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  • Thanks A Million
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Thanks A Million

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Thanks A Million + Sally, Irene, and Mary + Wake Up And Live
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Product Details

  • Actors: Dick Powell, Ann Dvorak, Fred Allen
  • Directors: Roy Del Ruth
  • Writers: Nunnally Johnson
  • Producers: Darryl F. Zanuck
  • Format: NTSC
  • Language: English
  • Region: All Regions
  • Aspect Ratio: 1.33:1
  • Number of discs: 1
  • Rated: NR (Not Rated)
  • Studio: Twentieth Century Fox Film Corporation
  • DVD Release Date: April 16, 2013
  • Run Time: 86 minutes
  • Average Customer Review: 3.0 out of 5 stars  See all reviews (1 customer review)
  • Amazon Best Sellers Rank: #95,400 in Movies & TV (See Top 100 in Movies & TV)

Editorial Reviews

When a political candidate is too inebriated to give his campaign speech, the singer from his entertainment troupe gives it for him and ends up voted in as Governor. Shown in 4:3 full frame presentation.

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Most Helpful Customer Reviews

1 of 1 people found the following review helpful By Douglas M VINE VOICE on July 31, 2013
Format: DVD Verified Purchase
In 1935, Dick Powell was loaned by Warner Brothers to 20th Century Fox for "Thanks a Million" offering Powell a better role than the singing saps he endured at Warners. The film was in fact a Darryl F. Zanuck 20th Century production and one of the first films released under the new banner of 20th Century Fox. It is a very entertaining political satire.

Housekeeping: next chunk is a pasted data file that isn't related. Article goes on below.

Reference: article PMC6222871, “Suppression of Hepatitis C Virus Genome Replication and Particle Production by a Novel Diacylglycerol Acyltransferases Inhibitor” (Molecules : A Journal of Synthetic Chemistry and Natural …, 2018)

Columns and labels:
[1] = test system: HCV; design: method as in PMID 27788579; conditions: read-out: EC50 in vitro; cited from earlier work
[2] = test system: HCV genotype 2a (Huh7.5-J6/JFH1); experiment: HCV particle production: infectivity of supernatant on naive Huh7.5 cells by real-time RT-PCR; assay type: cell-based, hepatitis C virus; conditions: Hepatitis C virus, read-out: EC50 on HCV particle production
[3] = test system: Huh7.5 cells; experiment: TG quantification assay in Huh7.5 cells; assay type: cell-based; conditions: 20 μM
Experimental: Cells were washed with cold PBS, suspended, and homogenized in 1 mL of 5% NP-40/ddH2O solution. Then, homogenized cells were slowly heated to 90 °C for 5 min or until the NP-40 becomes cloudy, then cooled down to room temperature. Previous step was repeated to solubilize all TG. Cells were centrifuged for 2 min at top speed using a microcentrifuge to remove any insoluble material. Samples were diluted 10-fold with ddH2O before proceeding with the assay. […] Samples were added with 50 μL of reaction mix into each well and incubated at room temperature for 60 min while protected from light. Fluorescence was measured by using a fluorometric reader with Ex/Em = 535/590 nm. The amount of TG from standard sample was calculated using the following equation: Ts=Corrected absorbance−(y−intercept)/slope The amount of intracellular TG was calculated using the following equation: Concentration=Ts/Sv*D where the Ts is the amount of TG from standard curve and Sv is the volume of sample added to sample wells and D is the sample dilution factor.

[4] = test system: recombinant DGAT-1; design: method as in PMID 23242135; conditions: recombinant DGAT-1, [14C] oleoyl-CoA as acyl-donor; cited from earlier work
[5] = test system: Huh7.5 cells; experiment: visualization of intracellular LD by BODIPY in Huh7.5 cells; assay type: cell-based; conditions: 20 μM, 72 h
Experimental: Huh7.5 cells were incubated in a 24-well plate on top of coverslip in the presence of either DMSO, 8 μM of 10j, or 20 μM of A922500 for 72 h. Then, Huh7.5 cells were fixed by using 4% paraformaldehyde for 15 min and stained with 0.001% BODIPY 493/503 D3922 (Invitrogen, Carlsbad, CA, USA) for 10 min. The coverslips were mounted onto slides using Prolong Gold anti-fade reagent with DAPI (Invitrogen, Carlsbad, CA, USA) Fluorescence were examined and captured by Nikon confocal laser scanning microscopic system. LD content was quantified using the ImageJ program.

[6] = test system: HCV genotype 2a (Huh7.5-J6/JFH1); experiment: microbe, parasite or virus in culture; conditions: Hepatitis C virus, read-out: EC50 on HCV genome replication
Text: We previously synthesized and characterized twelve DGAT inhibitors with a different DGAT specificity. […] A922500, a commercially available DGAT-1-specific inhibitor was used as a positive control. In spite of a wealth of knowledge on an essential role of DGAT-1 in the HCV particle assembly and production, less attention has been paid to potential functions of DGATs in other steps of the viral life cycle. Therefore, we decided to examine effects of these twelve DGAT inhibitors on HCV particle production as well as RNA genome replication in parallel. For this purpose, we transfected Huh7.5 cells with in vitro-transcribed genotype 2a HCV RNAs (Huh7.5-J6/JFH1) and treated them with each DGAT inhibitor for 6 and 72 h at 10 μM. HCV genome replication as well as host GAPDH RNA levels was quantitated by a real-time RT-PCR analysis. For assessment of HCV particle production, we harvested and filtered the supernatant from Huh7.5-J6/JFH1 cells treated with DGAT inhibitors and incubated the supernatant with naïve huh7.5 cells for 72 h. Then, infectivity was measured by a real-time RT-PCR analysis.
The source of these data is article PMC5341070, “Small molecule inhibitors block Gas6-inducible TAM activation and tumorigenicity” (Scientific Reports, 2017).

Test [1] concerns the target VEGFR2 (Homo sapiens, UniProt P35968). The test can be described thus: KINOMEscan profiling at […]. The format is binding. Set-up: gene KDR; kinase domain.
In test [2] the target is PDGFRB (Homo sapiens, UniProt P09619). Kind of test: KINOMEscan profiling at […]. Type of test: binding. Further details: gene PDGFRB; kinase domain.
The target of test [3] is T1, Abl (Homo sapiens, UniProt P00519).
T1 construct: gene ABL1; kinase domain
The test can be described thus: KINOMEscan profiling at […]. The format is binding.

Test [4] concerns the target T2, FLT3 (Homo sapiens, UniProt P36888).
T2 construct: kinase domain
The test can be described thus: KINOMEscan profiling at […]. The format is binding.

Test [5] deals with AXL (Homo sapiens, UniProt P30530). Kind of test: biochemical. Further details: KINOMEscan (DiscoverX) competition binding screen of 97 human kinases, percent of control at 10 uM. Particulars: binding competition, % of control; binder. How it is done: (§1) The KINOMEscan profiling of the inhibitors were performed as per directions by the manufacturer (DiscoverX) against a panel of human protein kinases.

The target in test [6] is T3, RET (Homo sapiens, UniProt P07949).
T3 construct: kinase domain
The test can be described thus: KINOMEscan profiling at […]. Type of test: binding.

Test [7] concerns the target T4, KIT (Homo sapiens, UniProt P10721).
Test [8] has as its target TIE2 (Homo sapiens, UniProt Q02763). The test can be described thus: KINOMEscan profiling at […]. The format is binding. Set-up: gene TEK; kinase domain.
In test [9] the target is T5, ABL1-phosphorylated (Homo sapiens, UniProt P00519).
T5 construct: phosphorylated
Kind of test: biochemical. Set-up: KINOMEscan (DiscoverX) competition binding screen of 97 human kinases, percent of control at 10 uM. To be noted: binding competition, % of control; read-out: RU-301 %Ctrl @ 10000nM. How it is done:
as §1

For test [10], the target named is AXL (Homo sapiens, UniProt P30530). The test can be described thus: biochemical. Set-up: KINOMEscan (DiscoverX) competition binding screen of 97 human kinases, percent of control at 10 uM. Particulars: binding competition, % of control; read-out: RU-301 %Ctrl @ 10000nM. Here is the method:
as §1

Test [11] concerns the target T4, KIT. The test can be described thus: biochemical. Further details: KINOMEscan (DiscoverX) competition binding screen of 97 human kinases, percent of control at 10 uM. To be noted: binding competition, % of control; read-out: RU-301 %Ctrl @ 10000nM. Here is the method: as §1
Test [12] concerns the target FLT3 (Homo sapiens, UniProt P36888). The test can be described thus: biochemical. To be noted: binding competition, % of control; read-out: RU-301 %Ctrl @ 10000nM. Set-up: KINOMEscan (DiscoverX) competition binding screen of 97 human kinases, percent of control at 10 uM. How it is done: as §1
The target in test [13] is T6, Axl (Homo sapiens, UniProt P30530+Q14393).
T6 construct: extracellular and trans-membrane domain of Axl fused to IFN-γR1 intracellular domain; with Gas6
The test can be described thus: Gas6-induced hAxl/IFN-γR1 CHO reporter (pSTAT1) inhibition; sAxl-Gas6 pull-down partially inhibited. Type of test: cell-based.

Powell is part of a musical troupe managed by Fred Allen, of the sarcastic put downs. The troupe are stranded in a small town and become a supporting act for an alcoholic judge running for State Governor, played very well by Raymond Walburn. The complications of the plot have some pertinent things to say about corruption and the stupidity of the voters; without the music, the screenplay would survive happily. But this is a musical and all the numbers are delightful. Leading lady Ann Dvorak, also on loan out from Warners, and Patsy Kelly have 2 simple numbers. Powell has 2 outstanding songs with a quartet called "The Yacht Club Boys" who wrote their own material. The orchestration and harmonising are terrific, receiving an Oscar nomination at the time. The title song became a big hit. Violinist Rubinoff is also on hand and his opening number in the bus is a standout. As if that was not enough, Paul Whiteman performs a number with vocalist Ramona who accompanies herself on the piano. The lighting for this number is stunning.

The print is unrestored but adequate. The Fox Cinema Archives series are bare bones, with no extras, no scene selection, no nothing. They are expensive too but if you can afford it, don't miss this one - a four star film in a 1 star package.
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